Thieves broke into a Rotterdam museum on Tuesday and walked off with works from the likes of Picasso, Monet, Gauguin and Matisse potentially worth hundreds of millions. "Those thieves got one hell of a haul," said Chris Marinello, who directs the Art Loss Register. — NYT
thieves broke into rem koolhaas' iconic Kunsthal building in Rotterdam early Tuesday, making off with a number of paintings. while details of the break-in have not been disclosed yet, the collection that the paintings were a part of were being displayed in public for the first time. i wonder what...
Building upon a short Wednesday evening presentation he gave at Rice, Koolhaas opened with discussion of historical preservation, a topic that elicited mixed emotions for the architect while, at the same time, offered a window into his approach to the built environment.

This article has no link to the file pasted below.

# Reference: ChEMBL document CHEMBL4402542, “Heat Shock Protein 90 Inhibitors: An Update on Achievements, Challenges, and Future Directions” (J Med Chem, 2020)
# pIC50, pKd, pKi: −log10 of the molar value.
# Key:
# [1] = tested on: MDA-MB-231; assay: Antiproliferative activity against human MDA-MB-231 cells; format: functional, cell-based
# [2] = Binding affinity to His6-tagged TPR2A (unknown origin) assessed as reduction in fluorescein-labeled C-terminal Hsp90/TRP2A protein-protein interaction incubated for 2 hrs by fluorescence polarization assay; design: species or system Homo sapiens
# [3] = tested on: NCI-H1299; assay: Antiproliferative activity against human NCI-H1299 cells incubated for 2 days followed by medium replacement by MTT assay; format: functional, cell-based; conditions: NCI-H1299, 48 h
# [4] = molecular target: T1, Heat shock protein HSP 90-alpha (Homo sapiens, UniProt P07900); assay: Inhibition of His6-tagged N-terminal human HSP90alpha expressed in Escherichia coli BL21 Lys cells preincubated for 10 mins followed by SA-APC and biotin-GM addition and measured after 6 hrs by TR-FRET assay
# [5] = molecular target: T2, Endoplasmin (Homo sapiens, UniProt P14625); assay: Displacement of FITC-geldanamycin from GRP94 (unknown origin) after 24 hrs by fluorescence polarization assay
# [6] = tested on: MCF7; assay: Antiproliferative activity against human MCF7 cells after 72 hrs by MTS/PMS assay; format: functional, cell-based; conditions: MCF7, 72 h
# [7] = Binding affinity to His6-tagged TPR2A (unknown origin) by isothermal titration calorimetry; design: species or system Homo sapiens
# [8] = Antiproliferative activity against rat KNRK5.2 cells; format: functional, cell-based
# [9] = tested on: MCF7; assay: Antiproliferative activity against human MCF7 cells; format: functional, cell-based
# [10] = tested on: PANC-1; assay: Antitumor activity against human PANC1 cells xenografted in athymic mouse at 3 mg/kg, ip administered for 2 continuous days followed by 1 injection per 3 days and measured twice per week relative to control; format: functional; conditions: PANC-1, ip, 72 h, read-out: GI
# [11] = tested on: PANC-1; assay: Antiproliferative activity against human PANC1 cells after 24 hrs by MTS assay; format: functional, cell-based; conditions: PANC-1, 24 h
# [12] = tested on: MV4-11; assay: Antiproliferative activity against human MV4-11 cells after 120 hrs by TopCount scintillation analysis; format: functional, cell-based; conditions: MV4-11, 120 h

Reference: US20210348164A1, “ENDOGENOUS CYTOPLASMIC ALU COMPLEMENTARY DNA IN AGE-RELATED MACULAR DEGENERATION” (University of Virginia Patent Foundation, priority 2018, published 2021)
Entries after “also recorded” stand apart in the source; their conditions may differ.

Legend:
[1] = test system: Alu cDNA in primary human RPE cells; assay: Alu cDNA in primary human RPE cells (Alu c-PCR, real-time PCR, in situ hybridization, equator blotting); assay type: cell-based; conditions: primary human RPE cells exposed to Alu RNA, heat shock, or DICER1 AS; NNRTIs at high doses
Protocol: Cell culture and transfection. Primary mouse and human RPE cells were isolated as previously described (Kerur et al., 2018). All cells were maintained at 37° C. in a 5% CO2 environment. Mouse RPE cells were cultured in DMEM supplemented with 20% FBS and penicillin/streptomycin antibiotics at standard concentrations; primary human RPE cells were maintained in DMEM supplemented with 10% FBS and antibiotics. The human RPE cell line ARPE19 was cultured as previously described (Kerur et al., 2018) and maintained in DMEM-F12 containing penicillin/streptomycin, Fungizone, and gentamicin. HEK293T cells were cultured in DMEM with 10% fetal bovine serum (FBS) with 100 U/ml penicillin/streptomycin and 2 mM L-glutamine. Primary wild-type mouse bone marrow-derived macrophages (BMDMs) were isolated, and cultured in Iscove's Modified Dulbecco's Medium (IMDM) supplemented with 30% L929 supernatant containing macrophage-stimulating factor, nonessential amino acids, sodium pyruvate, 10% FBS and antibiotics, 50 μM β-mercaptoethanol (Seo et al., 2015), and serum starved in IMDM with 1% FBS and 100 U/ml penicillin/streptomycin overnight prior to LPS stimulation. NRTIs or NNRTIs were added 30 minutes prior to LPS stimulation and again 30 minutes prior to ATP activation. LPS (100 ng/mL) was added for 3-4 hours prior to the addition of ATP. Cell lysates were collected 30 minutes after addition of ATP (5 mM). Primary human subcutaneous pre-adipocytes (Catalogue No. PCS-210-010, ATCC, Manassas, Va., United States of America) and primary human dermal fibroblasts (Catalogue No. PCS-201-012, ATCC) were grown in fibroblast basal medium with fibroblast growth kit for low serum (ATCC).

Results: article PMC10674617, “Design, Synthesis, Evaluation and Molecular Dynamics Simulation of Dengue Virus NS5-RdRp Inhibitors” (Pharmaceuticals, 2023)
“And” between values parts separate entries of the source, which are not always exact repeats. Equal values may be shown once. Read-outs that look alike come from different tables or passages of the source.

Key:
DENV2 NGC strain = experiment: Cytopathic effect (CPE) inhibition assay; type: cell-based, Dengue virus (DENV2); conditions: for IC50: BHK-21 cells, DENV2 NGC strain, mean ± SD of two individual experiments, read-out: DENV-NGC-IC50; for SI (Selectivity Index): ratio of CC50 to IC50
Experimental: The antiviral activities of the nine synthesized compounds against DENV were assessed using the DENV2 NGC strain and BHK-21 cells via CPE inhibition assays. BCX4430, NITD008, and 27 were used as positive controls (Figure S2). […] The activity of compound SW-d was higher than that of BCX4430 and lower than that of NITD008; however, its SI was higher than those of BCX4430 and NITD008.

"Preservation is a highly artificial term," he explained. "History happens and leaves its traces . . . I have to say, I prefer history without preservation." — houston.culturemap.com
Scriptwriting also taught him something about architecture. "If you write a script, you try to stitch episodes together so that, at the end, you have a sort of suspense to a conclusion or a climax," he says.
"Architecture is very similar: You create a series of spatial moments and find a way to relate them to each other with the same purpose. An architect writes scripts also, but for people, not for actors." — cnn.com